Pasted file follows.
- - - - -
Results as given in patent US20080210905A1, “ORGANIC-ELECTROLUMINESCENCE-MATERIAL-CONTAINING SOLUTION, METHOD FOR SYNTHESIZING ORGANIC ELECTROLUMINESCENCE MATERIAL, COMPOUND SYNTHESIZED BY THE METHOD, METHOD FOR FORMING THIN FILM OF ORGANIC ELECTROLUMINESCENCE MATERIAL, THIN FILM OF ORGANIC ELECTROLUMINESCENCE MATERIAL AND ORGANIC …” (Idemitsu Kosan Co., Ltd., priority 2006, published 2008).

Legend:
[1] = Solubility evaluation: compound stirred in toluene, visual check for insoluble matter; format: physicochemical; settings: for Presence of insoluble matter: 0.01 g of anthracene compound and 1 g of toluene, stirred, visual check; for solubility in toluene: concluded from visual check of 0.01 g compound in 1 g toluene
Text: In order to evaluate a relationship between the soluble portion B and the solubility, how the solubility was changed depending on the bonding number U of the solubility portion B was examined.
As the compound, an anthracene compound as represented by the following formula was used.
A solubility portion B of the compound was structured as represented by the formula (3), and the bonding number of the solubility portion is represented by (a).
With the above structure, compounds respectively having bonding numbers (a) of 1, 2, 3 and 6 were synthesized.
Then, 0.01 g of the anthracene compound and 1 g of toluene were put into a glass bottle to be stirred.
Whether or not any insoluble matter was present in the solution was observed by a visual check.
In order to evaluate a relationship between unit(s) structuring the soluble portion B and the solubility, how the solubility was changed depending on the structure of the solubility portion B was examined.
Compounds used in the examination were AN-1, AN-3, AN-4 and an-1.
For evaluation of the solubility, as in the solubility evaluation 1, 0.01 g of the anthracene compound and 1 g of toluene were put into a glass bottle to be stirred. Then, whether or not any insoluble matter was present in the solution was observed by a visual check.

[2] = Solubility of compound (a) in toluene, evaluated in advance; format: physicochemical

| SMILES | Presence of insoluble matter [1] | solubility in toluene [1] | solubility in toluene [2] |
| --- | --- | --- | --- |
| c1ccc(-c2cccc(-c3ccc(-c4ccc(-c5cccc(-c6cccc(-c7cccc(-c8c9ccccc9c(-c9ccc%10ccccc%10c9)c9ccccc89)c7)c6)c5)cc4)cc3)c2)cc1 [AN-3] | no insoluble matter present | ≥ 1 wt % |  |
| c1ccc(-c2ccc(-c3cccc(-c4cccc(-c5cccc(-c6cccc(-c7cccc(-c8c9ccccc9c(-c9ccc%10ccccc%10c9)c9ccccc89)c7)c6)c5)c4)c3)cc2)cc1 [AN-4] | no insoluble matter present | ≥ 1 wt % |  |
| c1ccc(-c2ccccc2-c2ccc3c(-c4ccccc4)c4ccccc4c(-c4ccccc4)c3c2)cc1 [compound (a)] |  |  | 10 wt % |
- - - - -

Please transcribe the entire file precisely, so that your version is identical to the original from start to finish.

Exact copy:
Results as given in patent US20080210905A1, “ORGANIC-ELECTROLUMINESCENCE-MATERIAL-CONTAINING SOLUTION, METHOD FOR SYNTHESIZING ORGANIC ELECTROLUMINESCENCE MATERIAL, COMPOUND SYNTHESIZED BY THE METHOD, METHOD FOR FORMING THIN FILM OF ORGANIC ELECTROLUMINESCENCE MATERIAL, THIN FILM OF ORGANIC ELECTROLUMINESCENCE MATERIAL AND ORGANIC …” (Idemitsu Kosan Co., Ltd., priority 2006, published 2008).

Legend:
[1] = Solubility evaluation: compound stirred in toluene, visual check for insoluble matter; format: physicochemical; settings: for Presence of insoluble matter: 0.01 g of anthracene compound and 1 g of toluene, stirred, visual check; for solubility in toluene: concluded from visual check of 0.01 g compound in 1 g toluene
Text: In order to evaluate a relationship between the soluble portion B and the solubility, how the solubility was changed depending on the bonding number U of the solubility portion B was examined.
As the compound, an anthracene compound as represented by the following formula was used.
A solubility portion B of the compound was structured as represented by the formula (3), and the bonding number of the solubility portion is represented by (a).
With the above structure, compounds respectively having bonding numbers (a) of 1, 2, 3 and 6 were synthesized.
Then, 0.01 g of the anthracene compound and 1 g of toluene were put into a glass bottle to be stirred.
Whether or not any insoluble matter was present in the solution was observed by a visual check.
In order to evaluate a relationship between unit(s) structuring the soluble portion B and the solubility, how the solubility was changed depending on the structure of the solubility portion B was examined.
Compounds used in the examination were AN-1, AN-3, AN-4 and an-1.
For evaluation of the solubility, as in the solubility evaluation 1, 0.01 g of the anthracene compound and 1 g of toluene were put into a glass bottle to be stirred. Then, whether or not any insoluble matter was present in the solution was observed by a visual check.

[2] = Solubility of compound (a) in toluene, evaluated in advance; format: physicochemical

| SMILES | Presence of insoluble matter [1] | solubility in toluene [1] | solubility in toluene [2] |
| --- | --- | --- | --- |
| c1ccc(-c2cccc(-c3ccc(-c4ccc(-c5cccc(-c6cccc(-c7cccc(-c8c9ccccc9c(-c9ccc%10ccccc%10c9)c9ccccc89)c7)c6)c5)cc4)cc3)c2)cc1 [AN-3] | no insoluble matter present | ≥ 1 wt % |  |
| c1ccc(-c2ccc(-c3cccc(-c4cccc(-c5cccc(-c6cccc(-c7cccc(-c8c9ccccc9c(-c9ccc%10ccccc%10c9)c9ccccc89)c7)c6)c5)c4)c3)cc2)cc1 [AN-4] | no insoluble matter present | ≥ 1 wt % |  |
| c1ccc(-c2ccccc2-c2ccc3c(-c4ccccc4)c4ccccc4c(-c4ccccc4)c3c2)cc1 [compound (a)] |  |  | 10 wt % |